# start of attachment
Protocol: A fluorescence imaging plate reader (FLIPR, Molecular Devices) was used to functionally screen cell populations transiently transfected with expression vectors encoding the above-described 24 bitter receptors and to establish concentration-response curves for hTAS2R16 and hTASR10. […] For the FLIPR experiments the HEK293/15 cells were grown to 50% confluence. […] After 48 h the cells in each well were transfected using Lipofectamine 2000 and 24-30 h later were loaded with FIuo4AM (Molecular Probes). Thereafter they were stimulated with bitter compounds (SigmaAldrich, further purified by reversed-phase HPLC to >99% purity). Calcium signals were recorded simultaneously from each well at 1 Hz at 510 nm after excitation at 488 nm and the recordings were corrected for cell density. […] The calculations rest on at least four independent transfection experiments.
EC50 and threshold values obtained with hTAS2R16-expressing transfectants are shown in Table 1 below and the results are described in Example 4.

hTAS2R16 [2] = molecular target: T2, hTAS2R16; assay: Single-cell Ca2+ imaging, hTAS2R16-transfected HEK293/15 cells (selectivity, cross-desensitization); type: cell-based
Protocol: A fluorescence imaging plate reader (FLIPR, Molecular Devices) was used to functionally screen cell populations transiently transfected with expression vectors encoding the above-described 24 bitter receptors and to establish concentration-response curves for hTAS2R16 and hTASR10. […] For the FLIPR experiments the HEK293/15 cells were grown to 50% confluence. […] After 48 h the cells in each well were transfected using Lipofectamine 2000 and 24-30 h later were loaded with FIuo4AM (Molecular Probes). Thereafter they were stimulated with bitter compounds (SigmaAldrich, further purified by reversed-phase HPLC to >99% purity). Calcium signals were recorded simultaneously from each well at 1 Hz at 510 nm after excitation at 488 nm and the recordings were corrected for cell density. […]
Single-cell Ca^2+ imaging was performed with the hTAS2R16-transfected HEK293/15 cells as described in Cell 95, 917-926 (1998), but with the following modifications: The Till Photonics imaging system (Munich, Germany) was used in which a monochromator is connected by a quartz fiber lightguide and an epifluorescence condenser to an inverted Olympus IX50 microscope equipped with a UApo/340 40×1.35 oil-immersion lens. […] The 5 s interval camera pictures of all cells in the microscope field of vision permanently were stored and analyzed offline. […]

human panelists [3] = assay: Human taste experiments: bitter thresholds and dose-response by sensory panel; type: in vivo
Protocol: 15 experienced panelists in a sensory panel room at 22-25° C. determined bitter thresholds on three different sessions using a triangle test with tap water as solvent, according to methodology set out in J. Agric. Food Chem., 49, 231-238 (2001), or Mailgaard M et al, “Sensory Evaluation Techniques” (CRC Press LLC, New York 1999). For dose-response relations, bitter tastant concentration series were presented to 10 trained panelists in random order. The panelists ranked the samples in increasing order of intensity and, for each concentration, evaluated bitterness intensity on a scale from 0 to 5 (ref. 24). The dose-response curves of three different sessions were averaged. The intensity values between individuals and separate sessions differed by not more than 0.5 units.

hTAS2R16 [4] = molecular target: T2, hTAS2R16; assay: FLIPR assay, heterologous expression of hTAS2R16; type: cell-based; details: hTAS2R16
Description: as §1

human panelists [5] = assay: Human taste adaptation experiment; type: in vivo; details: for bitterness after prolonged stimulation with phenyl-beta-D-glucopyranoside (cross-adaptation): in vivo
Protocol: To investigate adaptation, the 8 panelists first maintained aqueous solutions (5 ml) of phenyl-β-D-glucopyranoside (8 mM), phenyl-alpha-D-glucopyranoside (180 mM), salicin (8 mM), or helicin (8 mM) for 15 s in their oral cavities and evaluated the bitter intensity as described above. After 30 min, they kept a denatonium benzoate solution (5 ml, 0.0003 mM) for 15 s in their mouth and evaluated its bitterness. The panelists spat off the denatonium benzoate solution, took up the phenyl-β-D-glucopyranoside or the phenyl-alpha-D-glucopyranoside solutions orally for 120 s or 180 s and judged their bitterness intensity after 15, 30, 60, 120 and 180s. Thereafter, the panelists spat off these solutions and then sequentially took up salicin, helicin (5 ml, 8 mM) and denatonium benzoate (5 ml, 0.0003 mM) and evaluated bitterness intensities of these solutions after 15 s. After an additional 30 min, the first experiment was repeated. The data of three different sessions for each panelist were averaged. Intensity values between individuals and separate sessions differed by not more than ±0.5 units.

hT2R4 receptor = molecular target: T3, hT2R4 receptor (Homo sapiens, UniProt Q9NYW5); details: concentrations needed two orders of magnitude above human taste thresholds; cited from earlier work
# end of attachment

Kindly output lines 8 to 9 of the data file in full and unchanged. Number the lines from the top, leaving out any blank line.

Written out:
hTAS2R16 [4] = molecular target: T2, hTAS2R16; assay: FLIPR assay, heterologous expression of hTAS2R16; type: cell-based; details: hTAS2R16
Description: as §1